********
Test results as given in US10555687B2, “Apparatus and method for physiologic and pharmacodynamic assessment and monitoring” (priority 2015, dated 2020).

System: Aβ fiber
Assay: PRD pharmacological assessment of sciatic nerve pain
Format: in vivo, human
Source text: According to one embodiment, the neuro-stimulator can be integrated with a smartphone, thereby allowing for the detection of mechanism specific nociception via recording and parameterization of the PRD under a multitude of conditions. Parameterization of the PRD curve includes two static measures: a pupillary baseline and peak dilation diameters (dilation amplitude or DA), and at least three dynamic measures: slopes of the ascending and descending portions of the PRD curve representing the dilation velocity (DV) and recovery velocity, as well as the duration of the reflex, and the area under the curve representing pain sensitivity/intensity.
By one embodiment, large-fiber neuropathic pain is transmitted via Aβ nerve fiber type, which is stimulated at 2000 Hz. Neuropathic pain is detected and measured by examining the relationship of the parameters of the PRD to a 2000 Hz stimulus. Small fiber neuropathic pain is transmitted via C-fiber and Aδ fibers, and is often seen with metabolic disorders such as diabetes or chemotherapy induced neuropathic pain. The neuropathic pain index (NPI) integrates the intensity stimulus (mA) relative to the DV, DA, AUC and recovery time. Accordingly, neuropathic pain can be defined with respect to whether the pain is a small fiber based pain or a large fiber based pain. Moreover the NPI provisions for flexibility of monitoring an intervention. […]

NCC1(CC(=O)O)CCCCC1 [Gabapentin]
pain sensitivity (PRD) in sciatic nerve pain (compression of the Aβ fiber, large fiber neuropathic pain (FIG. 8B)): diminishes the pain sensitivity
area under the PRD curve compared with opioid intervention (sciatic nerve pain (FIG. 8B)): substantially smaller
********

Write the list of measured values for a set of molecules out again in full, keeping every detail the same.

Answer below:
Test results as given in US10555687B2, “Apparatus and method for physiologic and pharmacodynamic assessment and monitoring” (priority 2015, dated 2020).

System: Aβ fiber
Assay: PRD pharmacological assessment of sciatic nerve pain
Format: in vivo, human
Source text: According to one embodiment, the neuro-stimulator can be integrated with a smartphone, thereby allowing for the detection of mechanism specific nociception via recording and parameterization of the PRD under a multitude of conditions. Parameterization of the PRD curve includes two static measures: a pupillary baseline and peak dilation diameters (dilation amplitude or DA), and at least three dynamic measures: slopes of the ascending and descending portions of the PRD curve representing the dilation velocity (DV) and recovery velocity, as well as the duration of the reflex, and the area under the curve representing pain sensitivity/intensity.
By one embodiment, large-fiber neuropathic pain is transmitted via Aβ nerve fiber type, which is stimulated at 2000 Hz. Neuropathic pain is detected and measured by examining the relationship of the parameters of the PRD to a 2000 Hz stimulus. Small fiber neuropathic pain is transmitted via C-fiber and Aδ fibers, and is often seen with metabolic disorders such as diabetes or chemotherapy induced neuropathic pain. The neuropathic pain index (NPI) integrates the intensity stimulus (mA) relative to the DV, DA, AUC and recovery time. Accordingly, neuropathic pain can be defined with respect to whether the pain is a small fiber based pain or a large fiber based pain. Moreover the NPI provisions for flexibility of monitoring an intervention. […]

NCC1(CC(=O)O)CCCCC1 [Gabapentin]
pain sensitivity (PRD) in sciatic nerve pain (compression of the Aβ fiber, large fiber neuropathic pain (FIG. 8B)): diminishes the pain sensitivity
area under the PRD curve compared with opioid intervention (sciatic nerve pain (FIG. 8B)): substantially smaller